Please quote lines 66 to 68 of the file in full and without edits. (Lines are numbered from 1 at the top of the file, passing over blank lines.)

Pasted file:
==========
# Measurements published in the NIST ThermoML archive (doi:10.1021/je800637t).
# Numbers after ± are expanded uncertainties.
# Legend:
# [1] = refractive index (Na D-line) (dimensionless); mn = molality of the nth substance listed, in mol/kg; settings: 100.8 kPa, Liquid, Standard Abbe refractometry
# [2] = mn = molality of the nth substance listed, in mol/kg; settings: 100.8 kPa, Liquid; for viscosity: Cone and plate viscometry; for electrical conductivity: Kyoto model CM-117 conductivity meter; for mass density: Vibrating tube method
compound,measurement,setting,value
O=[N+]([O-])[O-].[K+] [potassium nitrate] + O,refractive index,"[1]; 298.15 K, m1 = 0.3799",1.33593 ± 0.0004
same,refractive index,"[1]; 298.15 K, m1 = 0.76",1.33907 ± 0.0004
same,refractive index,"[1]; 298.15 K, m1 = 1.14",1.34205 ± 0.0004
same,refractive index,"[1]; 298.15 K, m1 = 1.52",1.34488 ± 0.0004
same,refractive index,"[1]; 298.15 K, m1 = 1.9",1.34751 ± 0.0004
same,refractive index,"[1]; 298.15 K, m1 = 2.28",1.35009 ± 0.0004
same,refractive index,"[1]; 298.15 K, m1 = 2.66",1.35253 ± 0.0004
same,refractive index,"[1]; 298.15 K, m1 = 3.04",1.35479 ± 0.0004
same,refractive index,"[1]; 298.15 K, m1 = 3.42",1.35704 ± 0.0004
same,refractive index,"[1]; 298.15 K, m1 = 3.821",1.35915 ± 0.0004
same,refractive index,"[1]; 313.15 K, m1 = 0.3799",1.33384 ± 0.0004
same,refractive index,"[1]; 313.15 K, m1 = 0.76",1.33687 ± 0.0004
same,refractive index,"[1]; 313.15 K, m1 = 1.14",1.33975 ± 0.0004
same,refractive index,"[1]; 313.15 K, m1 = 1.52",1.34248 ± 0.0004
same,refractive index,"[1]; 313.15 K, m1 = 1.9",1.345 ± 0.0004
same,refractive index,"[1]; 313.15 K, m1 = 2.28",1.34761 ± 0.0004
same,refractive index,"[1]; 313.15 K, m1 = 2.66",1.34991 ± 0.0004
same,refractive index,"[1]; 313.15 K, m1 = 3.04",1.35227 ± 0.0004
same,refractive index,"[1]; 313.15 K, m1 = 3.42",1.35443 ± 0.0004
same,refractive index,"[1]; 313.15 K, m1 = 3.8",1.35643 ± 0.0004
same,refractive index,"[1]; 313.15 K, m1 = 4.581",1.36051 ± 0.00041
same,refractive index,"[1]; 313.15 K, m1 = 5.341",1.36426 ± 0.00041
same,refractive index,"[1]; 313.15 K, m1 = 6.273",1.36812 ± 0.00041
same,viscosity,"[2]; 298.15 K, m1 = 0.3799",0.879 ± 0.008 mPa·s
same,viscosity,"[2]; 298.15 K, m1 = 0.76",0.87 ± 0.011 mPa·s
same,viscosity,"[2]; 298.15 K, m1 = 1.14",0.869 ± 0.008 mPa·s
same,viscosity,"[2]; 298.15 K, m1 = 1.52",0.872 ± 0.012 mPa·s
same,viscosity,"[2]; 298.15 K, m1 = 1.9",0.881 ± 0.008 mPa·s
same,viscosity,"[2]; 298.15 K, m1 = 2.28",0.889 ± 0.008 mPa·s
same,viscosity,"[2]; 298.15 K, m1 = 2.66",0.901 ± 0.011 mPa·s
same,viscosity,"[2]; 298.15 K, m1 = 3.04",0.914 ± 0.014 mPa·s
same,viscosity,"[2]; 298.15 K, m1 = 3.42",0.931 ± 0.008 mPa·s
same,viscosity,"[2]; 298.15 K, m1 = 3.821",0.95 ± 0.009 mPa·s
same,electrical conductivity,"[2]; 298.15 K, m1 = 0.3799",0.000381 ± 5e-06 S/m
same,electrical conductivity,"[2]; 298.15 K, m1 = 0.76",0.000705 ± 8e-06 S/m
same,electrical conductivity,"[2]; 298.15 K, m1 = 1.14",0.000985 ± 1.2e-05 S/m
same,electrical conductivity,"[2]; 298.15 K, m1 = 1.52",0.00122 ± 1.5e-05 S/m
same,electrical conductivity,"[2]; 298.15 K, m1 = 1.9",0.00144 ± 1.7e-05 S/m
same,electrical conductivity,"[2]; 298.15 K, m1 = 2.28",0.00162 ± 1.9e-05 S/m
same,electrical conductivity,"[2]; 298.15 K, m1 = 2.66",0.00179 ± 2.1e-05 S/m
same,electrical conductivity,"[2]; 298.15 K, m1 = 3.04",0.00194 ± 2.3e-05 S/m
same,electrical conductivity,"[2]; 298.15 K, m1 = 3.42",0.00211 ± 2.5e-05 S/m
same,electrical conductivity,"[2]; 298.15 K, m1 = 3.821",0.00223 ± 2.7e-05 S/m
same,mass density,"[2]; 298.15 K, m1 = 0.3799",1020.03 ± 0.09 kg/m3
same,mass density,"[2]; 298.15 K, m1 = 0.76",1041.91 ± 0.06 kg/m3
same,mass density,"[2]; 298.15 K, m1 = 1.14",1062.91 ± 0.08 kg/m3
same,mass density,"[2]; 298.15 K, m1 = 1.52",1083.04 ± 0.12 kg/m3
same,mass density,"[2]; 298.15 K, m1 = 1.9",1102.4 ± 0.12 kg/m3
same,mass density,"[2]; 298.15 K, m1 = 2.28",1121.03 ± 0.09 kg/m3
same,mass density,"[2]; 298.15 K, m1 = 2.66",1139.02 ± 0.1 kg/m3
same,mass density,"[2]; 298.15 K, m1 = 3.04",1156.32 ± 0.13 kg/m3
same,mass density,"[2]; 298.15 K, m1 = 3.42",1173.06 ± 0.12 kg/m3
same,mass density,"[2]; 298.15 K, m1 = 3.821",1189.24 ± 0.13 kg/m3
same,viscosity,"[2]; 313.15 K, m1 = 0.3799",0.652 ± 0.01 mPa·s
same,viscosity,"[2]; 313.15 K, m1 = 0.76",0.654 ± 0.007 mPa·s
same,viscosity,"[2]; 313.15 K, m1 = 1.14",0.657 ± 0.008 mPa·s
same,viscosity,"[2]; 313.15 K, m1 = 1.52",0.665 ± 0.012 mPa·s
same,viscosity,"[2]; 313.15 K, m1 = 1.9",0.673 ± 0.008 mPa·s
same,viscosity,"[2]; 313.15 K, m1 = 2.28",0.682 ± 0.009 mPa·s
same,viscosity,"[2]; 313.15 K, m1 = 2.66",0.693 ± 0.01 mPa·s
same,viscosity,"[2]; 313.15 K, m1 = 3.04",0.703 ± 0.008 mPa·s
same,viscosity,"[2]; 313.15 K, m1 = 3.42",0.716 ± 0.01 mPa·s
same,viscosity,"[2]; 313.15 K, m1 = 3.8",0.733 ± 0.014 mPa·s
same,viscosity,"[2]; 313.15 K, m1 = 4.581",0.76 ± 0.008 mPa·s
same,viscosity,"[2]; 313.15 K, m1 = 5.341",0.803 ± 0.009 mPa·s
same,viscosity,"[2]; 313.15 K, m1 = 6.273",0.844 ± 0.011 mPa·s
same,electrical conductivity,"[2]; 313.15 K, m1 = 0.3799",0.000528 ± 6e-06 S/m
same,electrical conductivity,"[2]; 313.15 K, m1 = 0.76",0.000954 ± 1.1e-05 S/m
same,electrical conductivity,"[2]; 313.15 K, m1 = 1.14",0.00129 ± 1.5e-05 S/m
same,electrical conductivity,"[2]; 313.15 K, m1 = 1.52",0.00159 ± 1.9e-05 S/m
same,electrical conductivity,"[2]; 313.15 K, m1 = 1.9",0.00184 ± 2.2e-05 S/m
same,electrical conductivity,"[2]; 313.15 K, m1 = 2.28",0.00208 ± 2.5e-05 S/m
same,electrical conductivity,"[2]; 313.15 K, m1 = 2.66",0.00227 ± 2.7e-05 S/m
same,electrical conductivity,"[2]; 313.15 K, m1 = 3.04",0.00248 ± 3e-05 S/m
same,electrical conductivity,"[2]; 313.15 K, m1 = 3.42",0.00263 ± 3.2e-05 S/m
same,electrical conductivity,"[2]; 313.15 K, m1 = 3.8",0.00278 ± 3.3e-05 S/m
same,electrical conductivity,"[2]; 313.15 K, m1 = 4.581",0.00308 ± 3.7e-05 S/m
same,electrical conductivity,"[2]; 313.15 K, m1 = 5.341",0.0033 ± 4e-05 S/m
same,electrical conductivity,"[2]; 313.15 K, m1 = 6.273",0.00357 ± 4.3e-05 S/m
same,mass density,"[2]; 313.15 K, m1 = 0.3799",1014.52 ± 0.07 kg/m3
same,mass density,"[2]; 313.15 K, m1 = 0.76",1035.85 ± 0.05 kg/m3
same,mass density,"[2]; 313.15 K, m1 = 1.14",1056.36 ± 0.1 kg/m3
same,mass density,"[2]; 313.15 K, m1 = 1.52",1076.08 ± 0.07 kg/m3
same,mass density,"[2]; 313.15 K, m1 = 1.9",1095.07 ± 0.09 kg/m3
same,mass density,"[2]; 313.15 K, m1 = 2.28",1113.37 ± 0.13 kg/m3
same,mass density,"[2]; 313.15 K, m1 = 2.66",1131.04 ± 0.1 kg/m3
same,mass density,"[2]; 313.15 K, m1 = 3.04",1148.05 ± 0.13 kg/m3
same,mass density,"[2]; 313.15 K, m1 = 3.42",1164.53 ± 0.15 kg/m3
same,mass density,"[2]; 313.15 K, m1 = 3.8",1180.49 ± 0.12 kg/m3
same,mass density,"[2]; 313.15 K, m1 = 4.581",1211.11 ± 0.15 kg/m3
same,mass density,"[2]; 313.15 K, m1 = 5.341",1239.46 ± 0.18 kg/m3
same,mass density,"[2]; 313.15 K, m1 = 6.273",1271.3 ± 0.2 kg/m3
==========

same,viscosity,"[2]; 313.15 K, m1 = 2.66",0.693 ± 0.01 mPa·s
same,viscosity,"[2]; 313.15 K, m1 = 3.04",0.703 ± 0.008 mPa·s
same,viscosity,"[2]; 313.15 K, m1 = 3.42",0.716 ± 0.01 mPa·s